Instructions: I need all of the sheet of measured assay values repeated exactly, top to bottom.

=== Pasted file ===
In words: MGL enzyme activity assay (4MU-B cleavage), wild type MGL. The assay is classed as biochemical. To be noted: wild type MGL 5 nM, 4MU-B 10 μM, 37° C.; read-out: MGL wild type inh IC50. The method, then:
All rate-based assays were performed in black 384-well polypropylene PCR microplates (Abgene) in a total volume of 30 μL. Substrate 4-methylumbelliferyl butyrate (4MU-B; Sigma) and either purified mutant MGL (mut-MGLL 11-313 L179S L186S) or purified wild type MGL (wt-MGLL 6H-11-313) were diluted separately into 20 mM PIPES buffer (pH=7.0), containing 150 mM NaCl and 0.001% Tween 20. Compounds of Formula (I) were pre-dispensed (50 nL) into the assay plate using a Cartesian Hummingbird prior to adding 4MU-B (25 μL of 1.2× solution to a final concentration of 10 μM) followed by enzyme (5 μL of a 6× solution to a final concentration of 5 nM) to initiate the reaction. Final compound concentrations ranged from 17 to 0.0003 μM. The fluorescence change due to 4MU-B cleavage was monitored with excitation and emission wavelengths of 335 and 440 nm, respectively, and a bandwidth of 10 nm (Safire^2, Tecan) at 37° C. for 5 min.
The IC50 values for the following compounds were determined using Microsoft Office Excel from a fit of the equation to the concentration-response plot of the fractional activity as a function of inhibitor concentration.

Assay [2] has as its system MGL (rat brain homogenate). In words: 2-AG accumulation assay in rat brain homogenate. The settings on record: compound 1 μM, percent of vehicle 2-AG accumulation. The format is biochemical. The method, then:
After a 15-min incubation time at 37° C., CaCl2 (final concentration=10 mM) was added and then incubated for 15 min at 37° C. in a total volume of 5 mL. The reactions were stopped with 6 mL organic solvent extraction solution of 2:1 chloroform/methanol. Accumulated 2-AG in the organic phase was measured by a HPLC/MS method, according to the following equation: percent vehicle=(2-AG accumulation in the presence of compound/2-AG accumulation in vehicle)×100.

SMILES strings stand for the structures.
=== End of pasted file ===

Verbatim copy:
In words: MGL enzyme activity assay (4MU-B cleavage), wild type MGL. The assay is classed as biochemical. To be noted: wild type MGL 5 nM, 4MU-B 10 μM, 37° C.; read-out: MGL wild type inh IC50. The method, then:
All rate-based assays were performed in black 384-well polypropylene PCR microplates (Abgene) in a total volume of 30 μL. Substrate 4-methylumbelliferyl butyrate (4MU-B; Sigma) and either purified mutant MGL (mut-MGLL 11-313 L179S L186S) or purified wild type MGL (wt-MGLL 6H-11-313) were diluted separately into 20 mM PIPES buffer (pH=7.0), containing 150 mM NaCl and 0.001% Tween 20. Compounds of Formula (I) were pre-dispensed (50 nL) into the assay plate using a Cartesian Hummingbird prior to adding 4MU-B (25 μL of 1.2× solution to a final concentration of 10 μM) followed by enzyme (5 μL of a 6× solution to a final concentration of 5 nM) to initiate the reaction. Final compound concentrations ranged from 17 to 0.0003 μM. The fluorescence change due to 4MU-B cleavage was monitored with excitation and emission wavelengths of 335 and 440 nm, respectively, and a bandwidth of 10 nm (Safire^2, Tecan) at 37° C. for 5 min.
The IC50 values for the following compounds were determined using Microsoft Office Excel from a fit of the equation to the concentration-response plot of the fractional activity as a function of inhibitor concentration.

Assay [2] has as its system MGL (rat brain homogenate). In words: 2-AG accumulation assay in rat brain homogenate. The settings on record: compound 1 μM, percent of vehicle 2-AG accumulation. The format is biochemical. The method, then:
After a 15-min incubation time at 37° C., CaCl2 (final concentration=10 mM) was added and then incubated for 15 min at 37° C. in a total volume of 5 mL. The reactions were stopped with 6 mL organic solvent extraction solution of 2:1 chloroform/methanol. Accumulated 2-AG in the organic phase was measured by a HPLC/MS method, according to the following equation: percent vehicle=(2-AG accumulation in the presence of compound/2-AG accumulation in vehicle)×100.

SMILES strings stand for the structures.